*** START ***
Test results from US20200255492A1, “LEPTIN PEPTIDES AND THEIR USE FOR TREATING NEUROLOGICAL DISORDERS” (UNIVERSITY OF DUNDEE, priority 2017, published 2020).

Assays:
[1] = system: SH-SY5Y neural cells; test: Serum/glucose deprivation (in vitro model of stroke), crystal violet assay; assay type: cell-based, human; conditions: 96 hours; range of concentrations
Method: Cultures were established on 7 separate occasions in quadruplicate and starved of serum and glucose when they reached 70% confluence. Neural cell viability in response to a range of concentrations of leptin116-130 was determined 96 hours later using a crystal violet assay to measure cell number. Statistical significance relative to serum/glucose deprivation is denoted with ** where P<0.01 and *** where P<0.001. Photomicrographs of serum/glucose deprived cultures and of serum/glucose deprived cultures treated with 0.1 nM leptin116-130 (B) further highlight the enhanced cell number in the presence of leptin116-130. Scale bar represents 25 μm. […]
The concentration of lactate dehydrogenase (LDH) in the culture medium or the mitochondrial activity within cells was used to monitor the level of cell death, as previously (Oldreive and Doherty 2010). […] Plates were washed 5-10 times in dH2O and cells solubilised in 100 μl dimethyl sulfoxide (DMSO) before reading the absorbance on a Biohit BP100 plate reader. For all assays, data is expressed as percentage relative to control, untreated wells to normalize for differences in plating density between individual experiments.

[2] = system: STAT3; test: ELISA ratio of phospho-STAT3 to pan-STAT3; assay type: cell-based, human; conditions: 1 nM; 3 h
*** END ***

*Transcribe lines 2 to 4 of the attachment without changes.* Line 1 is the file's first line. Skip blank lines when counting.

Assays:
[1] = system: SH-SY5Y neural cells; test: Serum/glucose deprivation (in vitro model of stroke), crystal violet assay; assay type: cell-based, human; conditions: 96 hours; range of concentrations
Method: Cultures were established on 7 separate occasions in quadruplicate and starved of serum and glucose when they reached 70% confluence. Neural cell viability in response to a range of concentrations of leptin116-130 was determined 96 hours later using a crystal violet assay to measure cell number. Statistical significance relative to serum/glucose deprivation is denoted with ** where P<0.01 and *** where P<0.001. Photomicrographs of serum/glucose deprived cultures and of serum/glucose deprived cultures treated with 0.1 nM leptin116-130 (B) further highlight the enhanced cell number in the presence of leptin116-130. Scale bar represents 25 μm. […]